I am presently working on development of a new blog, 21st Centrist.
While I have not yet publicly launched it as yet, you can check out
the beta site version of the blog here.
Friday, September 25, 2009
Sunday, September 6, 2009
I have not even blogged about it until today, but regardless, another of my policy proposals has just seen international syndication thanks to Mr. Deroy Murdock and the Scripps Howard News Service. This one: a simple way to fix the health care mess. Now, there is something deeply wrong about this. I mean, after all, shouldn't I have at least set it down in black and white, spent some time marshaling my thoughts and all that? How is it that an off-the-cuff suggestion at a conference makes it into, what, scores or hundreds of papers around the world? That is just stupid.
But here it is. And here. And here. A bunch of other places too. Egads.
Here is the National Review Online version, excerpted:
"As New York philanthropist R. Randolph Richardson recently noted at an Atlas Economic Research Foundation seminar, why not reward doctors who donate their services to needy, uninsured patients? Imagine that Doctor Gomez sees the uninsured every Tuesday and Thursday from 10:00 a.m. to noon. She could treat the value of these four hours of weekly foregone revenue as a charitable deduction.Perhaps I have some emails I've drafted about this proposal, but I'm damned if I can find 'em right now. Well, there is always another post to put some much needed flesh on this skinny little notion. Shoot. I probably need a whole new blog.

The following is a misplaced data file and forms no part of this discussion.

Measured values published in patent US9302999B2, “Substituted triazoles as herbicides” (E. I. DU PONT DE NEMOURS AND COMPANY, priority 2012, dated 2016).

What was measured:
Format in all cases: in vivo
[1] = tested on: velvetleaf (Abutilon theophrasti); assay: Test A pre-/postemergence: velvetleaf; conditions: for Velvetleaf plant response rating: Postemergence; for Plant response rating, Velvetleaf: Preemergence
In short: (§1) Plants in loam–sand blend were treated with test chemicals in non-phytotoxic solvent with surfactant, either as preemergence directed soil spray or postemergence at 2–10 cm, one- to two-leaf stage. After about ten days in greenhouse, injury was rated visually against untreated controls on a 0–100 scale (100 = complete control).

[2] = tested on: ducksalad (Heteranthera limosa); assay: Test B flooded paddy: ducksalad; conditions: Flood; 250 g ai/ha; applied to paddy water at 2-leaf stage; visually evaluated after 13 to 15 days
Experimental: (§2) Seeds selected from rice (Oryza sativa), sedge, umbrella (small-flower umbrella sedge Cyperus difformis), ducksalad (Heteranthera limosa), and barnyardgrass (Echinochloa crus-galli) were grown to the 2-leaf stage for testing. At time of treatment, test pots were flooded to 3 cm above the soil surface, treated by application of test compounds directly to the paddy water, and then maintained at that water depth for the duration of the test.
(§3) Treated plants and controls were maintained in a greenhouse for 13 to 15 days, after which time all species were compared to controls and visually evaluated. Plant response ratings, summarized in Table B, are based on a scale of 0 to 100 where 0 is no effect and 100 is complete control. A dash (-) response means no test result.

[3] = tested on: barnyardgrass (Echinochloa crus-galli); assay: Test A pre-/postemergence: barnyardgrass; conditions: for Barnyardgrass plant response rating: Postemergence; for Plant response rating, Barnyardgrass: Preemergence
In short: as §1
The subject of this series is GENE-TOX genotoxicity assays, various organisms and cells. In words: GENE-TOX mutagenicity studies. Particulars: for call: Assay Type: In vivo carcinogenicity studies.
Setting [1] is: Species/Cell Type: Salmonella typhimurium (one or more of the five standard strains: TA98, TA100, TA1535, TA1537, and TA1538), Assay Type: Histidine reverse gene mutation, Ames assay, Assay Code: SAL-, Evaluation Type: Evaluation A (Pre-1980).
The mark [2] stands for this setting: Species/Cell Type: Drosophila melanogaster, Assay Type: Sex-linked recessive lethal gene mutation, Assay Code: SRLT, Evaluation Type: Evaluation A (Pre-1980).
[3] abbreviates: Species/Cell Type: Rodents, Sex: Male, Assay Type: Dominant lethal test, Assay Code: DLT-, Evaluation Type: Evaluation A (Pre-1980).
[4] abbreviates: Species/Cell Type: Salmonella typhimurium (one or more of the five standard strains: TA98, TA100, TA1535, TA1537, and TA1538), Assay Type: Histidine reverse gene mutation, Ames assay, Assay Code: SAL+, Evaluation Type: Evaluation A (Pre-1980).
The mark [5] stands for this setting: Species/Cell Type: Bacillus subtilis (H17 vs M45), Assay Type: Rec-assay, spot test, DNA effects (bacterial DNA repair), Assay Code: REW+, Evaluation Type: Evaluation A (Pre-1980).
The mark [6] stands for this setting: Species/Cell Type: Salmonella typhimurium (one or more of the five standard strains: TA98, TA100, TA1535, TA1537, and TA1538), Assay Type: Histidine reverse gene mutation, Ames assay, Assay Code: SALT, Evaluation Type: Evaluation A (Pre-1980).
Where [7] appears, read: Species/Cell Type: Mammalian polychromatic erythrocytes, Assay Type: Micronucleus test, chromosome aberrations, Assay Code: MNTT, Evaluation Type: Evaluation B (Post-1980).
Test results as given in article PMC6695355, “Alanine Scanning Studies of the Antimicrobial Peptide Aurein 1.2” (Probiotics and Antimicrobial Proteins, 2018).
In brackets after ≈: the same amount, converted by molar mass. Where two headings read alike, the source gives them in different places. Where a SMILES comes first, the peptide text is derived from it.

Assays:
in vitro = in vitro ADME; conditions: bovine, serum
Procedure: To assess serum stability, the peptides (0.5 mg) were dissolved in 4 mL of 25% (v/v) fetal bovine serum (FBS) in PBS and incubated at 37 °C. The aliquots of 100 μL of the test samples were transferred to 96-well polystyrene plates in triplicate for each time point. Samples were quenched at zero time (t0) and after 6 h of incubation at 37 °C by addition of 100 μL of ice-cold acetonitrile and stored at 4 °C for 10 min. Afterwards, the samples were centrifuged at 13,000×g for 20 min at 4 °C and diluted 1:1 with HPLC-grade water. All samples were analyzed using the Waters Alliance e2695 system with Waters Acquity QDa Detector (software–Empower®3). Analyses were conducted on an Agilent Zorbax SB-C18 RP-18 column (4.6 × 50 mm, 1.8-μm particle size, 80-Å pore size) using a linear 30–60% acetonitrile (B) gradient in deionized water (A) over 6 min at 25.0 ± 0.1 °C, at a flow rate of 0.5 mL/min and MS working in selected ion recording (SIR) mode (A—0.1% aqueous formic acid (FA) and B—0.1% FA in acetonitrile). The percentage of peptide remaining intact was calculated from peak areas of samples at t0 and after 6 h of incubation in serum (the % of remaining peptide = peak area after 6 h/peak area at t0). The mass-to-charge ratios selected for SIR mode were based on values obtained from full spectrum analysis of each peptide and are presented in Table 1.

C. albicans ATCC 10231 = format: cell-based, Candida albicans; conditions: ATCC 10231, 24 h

“One fix to our health-care woes might be simply to increase and regularize the supply of pro bono care for those who cannot pay,” Richardson tells me. “Increasing the supply of pro bono care is essentially a supply-side problem, amenable to supply-side solutions. If you want more of something, tax it less. So, if you want doctors and other health-care providers to supply care to those who cannot pay, then simply reduce their taxes to zero for doing so.”
The goal here is to entice millions of health-care professionals to contribute their services to those who cannot afford them and cannot secure or purchase insurance. Why not turn thousands of clinics and examination rooms into the domestic equivalent of Doctors Without Borders?
Government should limit itself to certifying people as uninsured and needy, so that prosperous-but-stingy people do not game the system. "